Is CMMI compatible with Agile? I don’t think so.


OK, there is a sense in which CMMI is  compatible with Agile. It just doesn’t work as a model for maturing an Agile organisation.

CMMI is a really interesting and, in principle, powerful idea. In particular, its maturity levels present a sequence of increasingly sophisticated models of management and performance, and in that respect it’s good. I have myself developed maturity models that differed markedly from CMMI (including what each maturity level meant), but they all shared the idea of maturity levels. And there is certainly a sense in which such an approach is valid and can even claim a certain amount of both scientific and historical support (e.g., for child development, historical phasing of major social systems, economic development, and so on).

But that was some time back. A couple of decades in fact. Since then Agile has emerged, and quite a lot of effort around CMMI has been devoted to matching CMMI to Agile. Unfortunately at its most fundamental level – its maturity levels – CMMI continues to fail. Why?

What’s wrong with CMMI?

Well, the key difference is that Agile is always mature, right from the start. Assuming that you have implemented a basic model of Agile (e.g., Scrum, Al Shalloway’s Scrum/APM, etc.), you have all the elements in place right from the start. Not instantly, of course- all change takes time – but all the necessary ingredients are present in the most basic models.

On of the odd effects of this difference is that, perhaps paradoxically, the goal of Agile is to arrive at the state described by CMMI as the most primitive level of maturity – Level 0:

It is characteristic of processes at this level that they are (typically) undocumented and in a state of dynamic change, tending to be driven in an ad hoc, uncontrolled and reactive manner by users or events.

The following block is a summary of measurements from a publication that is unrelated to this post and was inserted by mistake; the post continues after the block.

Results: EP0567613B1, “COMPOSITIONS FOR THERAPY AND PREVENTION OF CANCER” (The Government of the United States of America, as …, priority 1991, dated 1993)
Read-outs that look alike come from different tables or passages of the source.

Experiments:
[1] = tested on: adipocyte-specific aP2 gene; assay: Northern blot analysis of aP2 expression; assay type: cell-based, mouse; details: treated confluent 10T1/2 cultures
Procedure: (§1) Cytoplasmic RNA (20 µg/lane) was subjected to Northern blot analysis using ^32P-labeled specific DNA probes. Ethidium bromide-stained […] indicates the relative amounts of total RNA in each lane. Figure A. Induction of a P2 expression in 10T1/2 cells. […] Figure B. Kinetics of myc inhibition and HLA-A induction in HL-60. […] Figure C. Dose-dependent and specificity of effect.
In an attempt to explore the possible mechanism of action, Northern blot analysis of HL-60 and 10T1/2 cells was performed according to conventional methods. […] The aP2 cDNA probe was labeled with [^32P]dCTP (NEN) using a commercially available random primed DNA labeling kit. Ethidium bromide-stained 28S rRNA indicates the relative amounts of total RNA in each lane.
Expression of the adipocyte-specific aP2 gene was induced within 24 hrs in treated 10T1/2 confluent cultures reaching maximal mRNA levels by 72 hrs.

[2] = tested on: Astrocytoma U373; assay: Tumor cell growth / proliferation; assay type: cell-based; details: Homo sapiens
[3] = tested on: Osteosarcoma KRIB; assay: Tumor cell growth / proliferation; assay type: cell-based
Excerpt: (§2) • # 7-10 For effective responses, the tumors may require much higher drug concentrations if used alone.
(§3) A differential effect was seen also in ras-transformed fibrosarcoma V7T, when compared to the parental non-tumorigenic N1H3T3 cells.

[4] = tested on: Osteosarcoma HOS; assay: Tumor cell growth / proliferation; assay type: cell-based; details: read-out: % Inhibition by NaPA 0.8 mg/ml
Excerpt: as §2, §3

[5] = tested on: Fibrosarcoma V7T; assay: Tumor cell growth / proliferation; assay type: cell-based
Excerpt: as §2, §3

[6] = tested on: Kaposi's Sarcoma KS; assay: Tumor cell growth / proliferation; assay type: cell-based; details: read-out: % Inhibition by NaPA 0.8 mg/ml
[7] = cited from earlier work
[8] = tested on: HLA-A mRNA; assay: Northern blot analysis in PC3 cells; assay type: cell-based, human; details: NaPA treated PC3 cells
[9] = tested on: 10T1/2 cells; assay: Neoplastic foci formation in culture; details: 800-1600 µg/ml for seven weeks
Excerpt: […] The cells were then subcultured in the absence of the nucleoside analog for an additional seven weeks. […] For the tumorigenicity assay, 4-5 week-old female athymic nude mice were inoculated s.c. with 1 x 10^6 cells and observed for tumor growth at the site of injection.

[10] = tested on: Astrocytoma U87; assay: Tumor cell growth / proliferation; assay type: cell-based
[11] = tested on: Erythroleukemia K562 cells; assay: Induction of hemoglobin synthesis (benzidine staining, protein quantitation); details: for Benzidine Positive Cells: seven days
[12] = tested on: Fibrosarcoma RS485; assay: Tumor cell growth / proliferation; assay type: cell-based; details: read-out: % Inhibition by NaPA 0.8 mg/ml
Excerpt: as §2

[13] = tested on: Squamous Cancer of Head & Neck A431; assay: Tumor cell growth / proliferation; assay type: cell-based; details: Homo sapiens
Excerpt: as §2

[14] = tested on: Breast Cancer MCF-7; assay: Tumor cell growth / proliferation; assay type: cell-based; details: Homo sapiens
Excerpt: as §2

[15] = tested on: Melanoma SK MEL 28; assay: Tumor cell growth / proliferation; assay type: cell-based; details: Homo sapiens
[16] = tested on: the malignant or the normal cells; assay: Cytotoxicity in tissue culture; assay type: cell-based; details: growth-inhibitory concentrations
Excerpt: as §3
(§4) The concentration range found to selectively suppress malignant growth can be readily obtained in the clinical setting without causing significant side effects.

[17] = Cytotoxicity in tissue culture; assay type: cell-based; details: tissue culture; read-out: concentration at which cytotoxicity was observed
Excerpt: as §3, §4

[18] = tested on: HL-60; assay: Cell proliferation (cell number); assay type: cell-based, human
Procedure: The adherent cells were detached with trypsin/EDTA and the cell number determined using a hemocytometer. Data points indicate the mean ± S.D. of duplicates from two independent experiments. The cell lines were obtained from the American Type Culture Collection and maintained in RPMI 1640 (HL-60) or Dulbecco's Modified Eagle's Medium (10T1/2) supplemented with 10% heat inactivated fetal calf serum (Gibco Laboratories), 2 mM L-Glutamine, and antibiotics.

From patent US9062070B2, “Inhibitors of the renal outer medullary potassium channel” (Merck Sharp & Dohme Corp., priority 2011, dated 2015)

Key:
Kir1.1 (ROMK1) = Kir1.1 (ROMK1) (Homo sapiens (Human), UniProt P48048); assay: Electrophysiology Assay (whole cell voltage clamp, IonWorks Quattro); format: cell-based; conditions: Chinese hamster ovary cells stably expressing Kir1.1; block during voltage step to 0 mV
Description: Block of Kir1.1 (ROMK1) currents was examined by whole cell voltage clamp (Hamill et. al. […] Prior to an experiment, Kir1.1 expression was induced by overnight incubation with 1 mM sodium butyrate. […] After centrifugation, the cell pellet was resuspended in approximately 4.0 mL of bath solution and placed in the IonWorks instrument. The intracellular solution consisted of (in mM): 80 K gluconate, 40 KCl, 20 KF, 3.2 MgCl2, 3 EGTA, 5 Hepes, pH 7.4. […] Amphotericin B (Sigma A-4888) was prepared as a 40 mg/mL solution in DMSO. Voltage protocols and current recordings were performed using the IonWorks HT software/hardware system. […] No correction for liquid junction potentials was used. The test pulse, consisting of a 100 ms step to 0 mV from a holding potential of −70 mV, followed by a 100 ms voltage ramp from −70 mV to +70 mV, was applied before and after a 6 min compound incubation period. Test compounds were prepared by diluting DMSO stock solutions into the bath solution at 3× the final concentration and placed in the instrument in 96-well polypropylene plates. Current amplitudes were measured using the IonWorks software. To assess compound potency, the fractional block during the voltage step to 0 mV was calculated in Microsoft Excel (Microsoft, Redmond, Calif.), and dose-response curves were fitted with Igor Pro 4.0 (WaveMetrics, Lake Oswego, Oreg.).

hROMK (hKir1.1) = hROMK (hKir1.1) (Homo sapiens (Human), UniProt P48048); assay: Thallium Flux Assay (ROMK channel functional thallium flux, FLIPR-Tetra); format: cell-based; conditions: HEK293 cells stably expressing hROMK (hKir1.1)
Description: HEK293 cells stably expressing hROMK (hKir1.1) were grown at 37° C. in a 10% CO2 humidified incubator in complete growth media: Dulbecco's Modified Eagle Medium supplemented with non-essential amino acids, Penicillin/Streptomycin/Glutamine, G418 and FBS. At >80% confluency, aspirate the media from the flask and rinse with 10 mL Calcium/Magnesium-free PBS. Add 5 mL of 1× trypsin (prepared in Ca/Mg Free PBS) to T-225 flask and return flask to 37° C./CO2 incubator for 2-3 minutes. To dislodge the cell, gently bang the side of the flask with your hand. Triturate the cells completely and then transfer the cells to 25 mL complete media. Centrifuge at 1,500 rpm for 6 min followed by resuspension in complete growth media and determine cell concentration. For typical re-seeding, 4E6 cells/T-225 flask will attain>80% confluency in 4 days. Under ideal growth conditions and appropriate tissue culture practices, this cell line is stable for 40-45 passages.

CMMI interprets this as follows: ‘This provides a chaotic or unstable environment for the processes’. Agile, however, would say that this represents a state of maximum adaptability, flexibility and dynamism, in which the team is not constrained by formal processes and other controls, but rather, because of the nature of the individuals who make up an Agile team, creates the ideal conditions for high-performance delivery. That processes are ‘driven in an ad hoc, uncontrolled and reactive manner by users or events’ is not only not a problem for Agile, it’s its ideal end-state.

Yes, what CMMI means by Level 1 is plainly a mess – not at all the kind of situation Agile describes. But that’s exactly the point. Because of how Agile works and the assumptions it makes (see below), that ‘mess’ is simply the field of maximum opportunity. Indeed, from the start Agile is designed to operate at all levels of CMMI, all at once. So when CMMI distinguished its five stages –

  • Level 1 – Initial
  • Level 2 – Repeatable
  • Level 3 – Defined
  • Level 4 – Managed
  • Level 5 – Optimizing

– this pretty much describes a basic Agile team and its delivery cycle! Its ‘processes’ are already repeatable (to the extent that the team wants to repeat them, that is), and also defined (to the extent that – as in cases such as the Definition of Done – the team believes that they need to be). Likewise, through retrospectives, they are self-improving.

It’s tempting to argue that this difference – and CMMI’s fundamental inability to address Agile – follows from CMMI’s commitment to processes, and to interpret that term as meaning a documented prescription for development and delivery to which the team must adhere. And I think that this is at least one legitimate interpretation, not least because Level 3 goes out of its way to describe itself thus:

It is characteristic of processes at this level that there are sets of defined and documented standard processes established …

Defined and documented? Sounds pretty prescriptive to me. And if this interpretation is correct (though I have no evidence of how CMMI assessors actually interpret these words these days), then plainly the documented processes take precedence over and drive the team in its development efforts. The antithesis of Agile, in fact.

But even if this reference to ‘defined and documented’ processes is actually only incidental, and that the ‘processes’ CMMI is talking about can be defined by and reside solely in the heads of the development team, it’s still difficult to square CMMI’s maturity levels with Agile.

This is because, again, the Agile team is mature from Day 1. The problems it has with delivery – which still amount to a problem of maturity – are really quite different from the ones CMMI levels describe. Here are a few of the problems Agilists worry about (usually under the rubric of ‘scaling Agile’):

  • The initial creation of individual Agile teams.
  • Creating multiple Agile teams across a single organise – as Al Shalloway has observed, not simply a matter of adding new teams.